1. Comprehensive Coverage: These kinetic theory of gases exercise solutions cover all the important topics and concepts presented in the chapter, ensuring a thorough understanding of kinetic theory.

  2. Exercise and Additional Exercise Solutions: Detailed kinetic theory of gases class 11 physics ncert solutions for exercise questions (13.1 to 13.10) and additional exercise questions (13.11 to 13.14) are provided, facilitating practice and self-assessment.

  3. Clarity and Simplicity: The kinetic theory of gases class 11 questions and answers are explained in clear and simple language, making complex concepts more accessible to students.

  4. Problem-Solving Skills: By practising with these kinetic theory class 11 solutions, students develop strong problem-solving skills, which are essential in physics and other subjects.

  5. Exam Preparation: These kinetic theory of gases exercise solutions are designed to help students prepare effectively for their exams, including board exams and competitive exams like JEE and NEET.

Dropped Topics –

13.6.5 - Specific Heat Capacity of Water
Exercises - (13.11–13.14)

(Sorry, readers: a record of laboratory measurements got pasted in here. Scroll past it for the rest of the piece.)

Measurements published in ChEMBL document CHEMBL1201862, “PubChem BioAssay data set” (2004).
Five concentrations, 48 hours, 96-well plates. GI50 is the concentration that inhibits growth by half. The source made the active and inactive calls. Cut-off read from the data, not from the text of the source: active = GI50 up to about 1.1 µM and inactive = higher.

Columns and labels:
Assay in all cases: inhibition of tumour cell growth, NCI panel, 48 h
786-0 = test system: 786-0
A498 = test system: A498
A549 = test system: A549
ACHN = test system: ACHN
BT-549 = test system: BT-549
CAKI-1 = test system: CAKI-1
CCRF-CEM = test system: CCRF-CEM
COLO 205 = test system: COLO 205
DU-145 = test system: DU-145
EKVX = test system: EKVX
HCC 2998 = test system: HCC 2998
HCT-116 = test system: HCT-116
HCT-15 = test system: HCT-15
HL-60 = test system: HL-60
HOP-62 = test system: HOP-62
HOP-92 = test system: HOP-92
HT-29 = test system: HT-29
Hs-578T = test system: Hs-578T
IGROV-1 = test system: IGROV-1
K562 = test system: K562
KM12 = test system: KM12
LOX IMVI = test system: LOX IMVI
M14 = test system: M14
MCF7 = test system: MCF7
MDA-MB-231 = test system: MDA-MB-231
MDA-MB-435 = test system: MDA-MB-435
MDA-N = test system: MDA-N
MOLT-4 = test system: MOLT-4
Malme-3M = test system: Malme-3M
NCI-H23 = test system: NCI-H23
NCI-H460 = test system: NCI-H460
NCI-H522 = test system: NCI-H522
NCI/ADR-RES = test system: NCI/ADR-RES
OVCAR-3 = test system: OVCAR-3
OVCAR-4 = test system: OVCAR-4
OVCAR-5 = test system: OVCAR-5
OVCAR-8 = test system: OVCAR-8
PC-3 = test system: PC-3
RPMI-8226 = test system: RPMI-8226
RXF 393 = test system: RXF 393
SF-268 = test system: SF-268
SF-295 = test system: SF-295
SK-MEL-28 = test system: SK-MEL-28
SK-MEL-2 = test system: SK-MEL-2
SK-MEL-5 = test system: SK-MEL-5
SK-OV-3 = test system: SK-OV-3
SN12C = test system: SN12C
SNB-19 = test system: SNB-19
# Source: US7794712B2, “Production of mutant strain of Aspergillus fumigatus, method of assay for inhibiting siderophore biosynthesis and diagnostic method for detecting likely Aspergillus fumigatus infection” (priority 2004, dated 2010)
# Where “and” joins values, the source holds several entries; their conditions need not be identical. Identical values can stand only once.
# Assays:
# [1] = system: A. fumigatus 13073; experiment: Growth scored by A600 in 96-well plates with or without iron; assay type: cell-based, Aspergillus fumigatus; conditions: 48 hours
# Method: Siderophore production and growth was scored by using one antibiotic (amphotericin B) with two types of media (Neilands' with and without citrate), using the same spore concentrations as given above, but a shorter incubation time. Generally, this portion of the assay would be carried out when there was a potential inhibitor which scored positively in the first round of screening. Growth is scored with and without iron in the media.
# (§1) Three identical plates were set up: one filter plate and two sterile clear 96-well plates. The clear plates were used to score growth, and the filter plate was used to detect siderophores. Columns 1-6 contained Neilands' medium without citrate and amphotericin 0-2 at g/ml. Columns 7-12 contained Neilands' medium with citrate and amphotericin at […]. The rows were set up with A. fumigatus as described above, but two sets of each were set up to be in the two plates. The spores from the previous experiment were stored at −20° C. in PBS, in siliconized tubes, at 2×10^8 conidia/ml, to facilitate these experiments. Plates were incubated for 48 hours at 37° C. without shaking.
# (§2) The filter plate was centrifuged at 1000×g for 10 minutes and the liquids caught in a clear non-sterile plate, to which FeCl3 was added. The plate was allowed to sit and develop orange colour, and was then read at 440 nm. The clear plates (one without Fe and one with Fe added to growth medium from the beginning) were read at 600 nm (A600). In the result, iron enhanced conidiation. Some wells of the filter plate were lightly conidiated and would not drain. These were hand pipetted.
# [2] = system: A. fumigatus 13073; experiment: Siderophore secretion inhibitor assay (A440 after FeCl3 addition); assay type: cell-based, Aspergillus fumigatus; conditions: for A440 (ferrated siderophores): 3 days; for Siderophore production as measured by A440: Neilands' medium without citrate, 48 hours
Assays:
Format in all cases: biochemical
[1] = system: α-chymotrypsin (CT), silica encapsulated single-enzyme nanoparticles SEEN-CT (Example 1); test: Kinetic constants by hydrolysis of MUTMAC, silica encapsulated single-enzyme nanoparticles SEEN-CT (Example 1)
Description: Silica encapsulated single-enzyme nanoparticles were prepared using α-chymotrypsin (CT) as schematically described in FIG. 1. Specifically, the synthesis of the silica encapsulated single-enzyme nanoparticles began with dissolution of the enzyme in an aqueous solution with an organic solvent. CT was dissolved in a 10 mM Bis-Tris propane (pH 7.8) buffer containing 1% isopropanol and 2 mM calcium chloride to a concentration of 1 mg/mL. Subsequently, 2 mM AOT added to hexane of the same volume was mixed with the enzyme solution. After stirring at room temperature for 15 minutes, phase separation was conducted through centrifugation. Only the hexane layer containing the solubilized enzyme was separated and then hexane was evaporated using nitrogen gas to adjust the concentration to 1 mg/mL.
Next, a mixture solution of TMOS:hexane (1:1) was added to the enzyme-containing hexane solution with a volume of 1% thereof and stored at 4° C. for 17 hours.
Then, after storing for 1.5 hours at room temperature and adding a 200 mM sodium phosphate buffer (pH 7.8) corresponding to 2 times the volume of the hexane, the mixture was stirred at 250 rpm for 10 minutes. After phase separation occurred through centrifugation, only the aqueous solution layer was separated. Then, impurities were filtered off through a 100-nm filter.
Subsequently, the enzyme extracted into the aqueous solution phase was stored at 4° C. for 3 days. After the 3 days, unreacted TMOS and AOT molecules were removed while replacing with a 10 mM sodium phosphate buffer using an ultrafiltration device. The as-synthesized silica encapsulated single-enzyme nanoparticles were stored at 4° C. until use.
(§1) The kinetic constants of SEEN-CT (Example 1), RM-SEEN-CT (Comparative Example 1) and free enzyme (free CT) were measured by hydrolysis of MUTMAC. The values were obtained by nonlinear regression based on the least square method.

NCERT solutions for class 11 Subject wise

Also Check NCERT Books and NCERT Syllabus here

Subject wise NCERT Exemplar solutions

We trust that the kinetic theory of gases class 11 questions and answers prove to be beneficial for your studies. If you have any questions or require further clarification regarding these solutions, please feel free to leave a comment below, and we will promptly address your inquiries.

Frequently Asked Question (FAQs)

1. What is the weightage of the Class 11 Physics chapter Kinetic Theory for JEE Main and NEET

For both JEE Main and NEET one question can be expected from the chapter Kinetic Theory. To practice more problems on Kinetic Theory refer to NCERT book questions, NCERT exemplar questions and previous year papers of NEET and JEE Main.

2. What are the topics covered in Kinetic Theory Class 11 Physics NCERT book?